And saints and angels join their song of praise.

(From: On the death of a young Lady of Five Years of Age. Phillis Wheatley)

Phillis Wheatley was born around 1753 in West Africa, probably between present-dayPhillis Wheatley - 1 Gambia and Ghana. She was kidnapped and brought to Boston. Of course Phillis Wheatley was not her birth name, but the name she was given when she arrived at the home of her new owners, John and Susanna Wheatley. The ship that brought her over to America in 1761 was the Phillis, a slave ship owned by Timothy Fitch. At the time, approximately 1000 of Boston’s more than 15,000 residents were slaves.

John Wheatley bought Phillis to be a servant to his wife. Phillis was a sickly child, but Susanna recognized her agile and intelligent mind and gave her an extraordinary education for any woman of that time, let alone a slave. The Wheatley’s were devout Christians and we are not sure when Phillis became a believer but it was very early in her life. She was baptized at the Congregationalist Old South Church on August 18, 1771.

Phillis learned English, the Bible, Christianity, Latin, ancient history, geography, and classical literature. She was a quick learner; within sixteen months Phillis was proficient enough in the English language to be able to read even “the most difficult parts of the Sacred Writings” according to her the Wheatley’s. Phillis especially loved poetry. Her poems and letters show that she was familiar with Alexander Pope, John Milton, William Shenstone, Horace, Virgil, Ovid, Terence, and Homer.  How many fourteen-year olds in our day can read the writings of these classical giants?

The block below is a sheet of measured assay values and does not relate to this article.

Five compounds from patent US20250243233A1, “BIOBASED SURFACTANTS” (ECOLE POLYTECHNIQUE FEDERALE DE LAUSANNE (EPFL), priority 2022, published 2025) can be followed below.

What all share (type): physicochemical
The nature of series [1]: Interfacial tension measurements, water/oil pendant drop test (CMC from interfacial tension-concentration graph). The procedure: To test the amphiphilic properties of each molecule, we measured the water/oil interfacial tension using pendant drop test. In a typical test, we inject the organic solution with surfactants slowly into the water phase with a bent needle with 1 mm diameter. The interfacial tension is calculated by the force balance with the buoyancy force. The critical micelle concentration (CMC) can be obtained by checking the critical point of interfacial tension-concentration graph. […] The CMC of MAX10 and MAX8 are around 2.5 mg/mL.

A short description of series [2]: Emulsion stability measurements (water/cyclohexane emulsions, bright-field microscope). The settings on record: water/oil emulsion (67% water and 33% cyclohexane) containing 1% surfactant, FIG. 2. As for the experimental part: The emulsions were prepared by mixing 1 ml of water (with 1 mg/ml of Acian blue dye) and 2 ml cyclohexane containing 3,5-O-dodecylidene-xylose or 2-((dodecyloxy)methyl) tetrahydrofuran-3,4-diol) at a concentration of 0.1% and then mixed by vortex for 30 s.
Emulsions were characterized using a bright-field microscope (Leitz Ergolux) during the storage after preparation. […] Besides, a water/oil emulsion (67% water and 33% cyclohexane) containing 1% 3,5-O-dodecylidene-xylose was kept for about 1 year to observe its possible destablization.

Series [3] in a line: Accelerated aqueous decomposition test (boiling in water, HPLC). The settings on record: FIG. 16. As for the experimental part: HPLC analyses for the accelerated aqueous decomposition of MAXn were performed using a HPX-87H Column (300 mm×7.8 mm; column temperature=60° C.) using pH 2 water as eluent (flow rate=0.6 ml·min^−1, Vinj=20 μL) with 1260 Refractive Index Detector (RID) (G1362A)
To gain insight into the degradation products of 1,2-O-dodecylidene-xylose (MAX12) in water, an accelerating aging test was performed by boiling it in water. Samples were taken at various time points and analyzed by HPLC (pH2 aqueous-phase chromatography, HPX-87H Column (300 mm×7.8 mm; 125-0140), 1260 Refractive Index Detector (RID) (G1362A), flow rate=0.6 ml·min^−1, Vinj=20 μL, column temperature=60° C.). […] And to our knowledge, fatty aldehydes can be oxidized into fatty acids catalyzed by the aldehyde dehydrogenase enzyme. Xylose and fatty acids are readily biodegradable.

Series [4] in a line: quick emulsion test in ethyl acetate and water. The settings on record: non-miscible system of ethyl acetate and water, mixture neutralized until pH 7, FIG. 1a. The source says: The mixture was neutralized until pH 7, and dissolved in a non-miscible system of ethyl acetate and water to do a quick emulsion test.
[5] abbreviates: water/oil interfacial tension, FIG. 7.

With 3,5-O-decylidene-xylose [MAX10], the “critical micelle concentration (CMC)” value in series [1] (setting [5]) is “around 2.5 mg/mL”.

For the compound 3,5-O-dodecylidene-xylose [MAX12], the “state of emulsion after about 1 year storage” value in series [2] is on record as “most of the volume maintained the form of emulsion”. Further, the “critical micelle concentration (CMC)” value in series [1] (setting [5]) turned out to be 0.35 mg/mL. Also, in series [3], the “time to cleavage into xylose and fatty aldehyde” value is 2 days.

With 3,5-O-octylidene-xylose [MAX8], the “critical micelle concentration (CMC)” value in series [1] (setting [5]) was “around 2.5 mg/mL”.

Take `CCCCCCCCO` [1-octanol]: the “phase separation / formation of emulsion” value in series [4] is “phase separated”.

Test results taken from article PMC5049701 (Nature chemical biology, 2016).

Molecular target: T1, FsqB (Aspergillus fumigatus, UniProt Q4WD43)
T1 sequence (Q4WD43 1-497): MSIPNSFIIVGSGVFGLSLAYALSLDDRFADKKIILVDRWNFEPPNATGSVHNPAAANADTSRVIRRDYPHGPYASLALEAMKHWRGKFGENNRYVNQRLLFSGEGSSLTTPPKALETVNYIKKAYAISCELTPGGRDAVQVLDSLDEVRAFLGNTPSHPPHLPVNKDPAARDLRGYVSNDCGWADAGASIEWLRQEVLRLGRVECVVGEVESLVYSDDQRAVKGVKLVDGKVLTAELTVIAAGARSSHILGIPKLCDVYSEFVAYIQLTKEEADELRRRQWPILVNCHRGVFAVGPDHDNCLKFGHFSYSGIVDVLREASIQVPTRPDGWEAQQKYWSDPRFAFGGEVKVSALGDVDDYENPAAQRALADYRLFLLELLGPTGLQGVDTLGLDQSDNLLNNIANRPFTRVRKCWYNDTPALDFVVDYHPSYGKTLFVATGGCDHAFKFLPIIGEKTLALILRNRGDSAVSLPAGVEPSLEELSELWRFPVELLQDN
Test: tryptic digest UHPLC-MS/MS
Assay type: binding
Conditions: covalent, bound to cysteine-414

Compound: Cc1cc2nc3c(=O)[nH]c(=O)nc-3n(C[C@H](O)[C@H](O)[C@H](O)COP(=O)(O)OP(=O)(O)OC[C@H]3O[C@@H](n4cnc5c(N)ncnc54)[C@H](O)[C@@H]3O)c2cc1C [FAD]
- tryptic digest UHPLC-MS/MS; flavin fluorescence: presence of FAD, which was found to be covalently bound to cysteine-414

Though Phillis was treated very kindly by Susanna, she was still as slave. Her poetry would reflect thoughts on slavery, but also on the kindness of her mistress, whom she loved very much.

Phillis’ poetry would reflect the Christianity that she had learned from Susannah and from George Whitefield. Susannah Wheatley was a supporter of the famous evangelist and Phillis went with her to hear Whitefield and other Calvinist Methodist preachers.

Phillis’ first published poem, “On Messrs. Hussey and Coffin”, was a tale of two men who nearly drowned at sea and their steady faith in God. Published by the Newport Mercury in 1767, this poem reflected Phillis’ strong faith in God and would anticipate the Christian piety that would characterize most of the poetry that she would write.

For the next several years, Phillis continued to write and publish occasional poems. Her fame became international however after she wrote a funeral elegy for George Whitefield after his death in 1770. This poem was addressed to the Countess of Huntingdon, Lady Selina Hastings. (See my April 2012 posting for more information on Lady Selina.) The Countess of Huntingdon was a supporter of George Whitefield and Charles and John Wesley. Left a fabulous fortune when she was widowed, Lady Selina chose to advance the cause of the Gospel by using most of her money for evangelical causes. Whitefield was Lady Selina’s chaplain.

After this elegy was published, Phillis’ reputation as a gifted poet spread throughout the colonies and Great Britain. Here is an excerpt from “On the Death of the Rev. Mr. George Whitefield, 1770”:

Hail, happy saint, on thine immortal throne,

Possest of glory, life, and bliss unknown;

We hear no more the music of thy tongue,’

Thy wonted auditories cease to throng.

Phillis also wrote letters or poetry addressed to George Washington, King George, Dr. Benjamin Rush, and many others. She wrote on the theological topics of Atheism and Deism as well, showing her understanding of the Bible and practical wisdom.

Slavery and her own experience were the topics of several poems. Though she longed for an end to the cruel practice of slavery, she was able to put into perspective the difference between physical slavery and spiritual slavery. She understood that eternal life is forever and life on this earth is short. She was grateful to God for rescuing her soul: